Adequate compensation for relocated herders
By Chuka Chuluunbat
For Mongolian herders, winter camps are crucial for the survival of their livestock. In 2004, about 16 families’ winter camps in Khanbogd soum, South Gobi province, were affected by the Oyu Tolgoi mega mine. The mining company initiated a relocation of affected winter camps. As a form of compensation the company built wooden sheds, animal enclosures and dug wells for water. Such compensation is important for herders’ lives, as they lose important sacred sites, water sources and pasture as part of the mining process. This is an issue across the Mongolian countryside beyond only the Oyu Tolgoi Site. Oyu Tolgoi has gotten a lot of attention over the years; it is necessary to look at how these issues play out in other areas of the country. According to the Mongolian Mineral Resources and Petroleum Authority, as of 2019 Mongolia has 1840 mining companies operating. How each mining company settles disputes is different depending on their scope, governance, financing mechanisms and the business practices of the investing country.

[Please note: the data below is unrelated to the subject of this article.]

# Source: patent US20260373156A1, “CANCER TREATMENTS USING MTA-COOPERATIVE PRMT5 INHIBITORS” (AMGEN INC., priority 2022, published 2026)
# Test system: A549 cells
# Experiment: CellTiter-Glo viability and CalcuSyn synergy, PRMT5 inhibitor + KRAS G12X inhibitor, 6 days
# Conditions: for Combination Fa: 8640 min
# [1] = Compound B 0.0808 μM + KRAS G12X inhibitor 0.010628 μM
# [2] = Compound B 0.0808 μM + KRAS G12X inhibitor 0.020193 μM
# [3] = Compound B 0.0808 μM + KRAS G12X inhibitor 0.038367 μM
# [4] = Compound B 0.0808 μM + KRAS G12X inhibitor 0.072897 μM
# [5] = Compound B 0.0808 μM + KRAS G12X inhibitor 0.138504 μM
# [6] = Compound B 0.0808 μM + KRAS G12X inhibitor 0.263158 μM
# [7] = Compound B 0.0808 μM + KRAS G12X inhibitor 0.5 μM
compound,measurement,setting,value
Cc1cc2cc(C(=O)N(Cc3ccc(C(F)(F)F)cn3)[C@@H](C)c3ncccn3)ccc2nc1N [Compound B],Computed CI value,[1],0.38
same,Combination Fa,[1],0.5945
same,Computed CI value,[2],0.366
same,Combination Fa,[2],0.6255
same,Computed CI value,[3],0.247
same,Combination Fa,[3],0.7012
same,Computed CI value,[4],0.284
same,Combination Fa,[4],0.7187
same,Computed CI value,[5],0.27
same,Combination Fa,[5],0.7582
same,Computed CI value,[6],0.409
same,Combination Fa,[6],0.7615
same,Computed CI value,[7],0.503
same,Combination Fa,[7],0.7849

In 2011 the Oyu Tolgoi mine expanded, and more herders were affected. Infrastructure such as road construction, a new airport, a large water pipeline and power lines were constructed and set up. Many herders believe that these changes caused pasture fragmentation, increased dust volume and affected well water levels. Some dissatisfied herders founded a local NGO called “Gobi Soil”, which is currently led by a local leader named Battsengel. With the help of a national NGO, “OT Watch,” they filed a complaint to the CAO, the international ombudsman associated with IFC lending as part of the World Bank. The complaint questioned whether adequate compensation was given to the affected herders. This created a situation which led the interested parties beginning to negotiate. This process began with herders and the company; later the local government joined. This led to the creation of what is now known as the Tripartite Committee (TPC). The committee reviewed herders’ compensation claims and complaints related to loss of water and pasture. To do this the TPC engaged independent experts. Recommendations addressed socio-economic and environmental issues. Outcomes included a review of past compensation and issues of collective compensation and a landmark agreement was reached. The goal is sustainable herders’ livelihoods, including herders’ market, veterinarian clinic, meat processing factory and growing animal fodder. The Oyu Tolgoi mine has been reviewing old claims and awarding compensation. They do have rules and regulations created by Rio Tinto and IFC that they are following including standards of transparency. They created affected zones and did resettlement accordingly (this information is publically accessible on the OT website- http://ot.mn/operation-management-plans/). The TPC is a novel approach to conflict resolution issues and we are studying how a similar approach might be used elsewhere in Mongolia and Central Asia.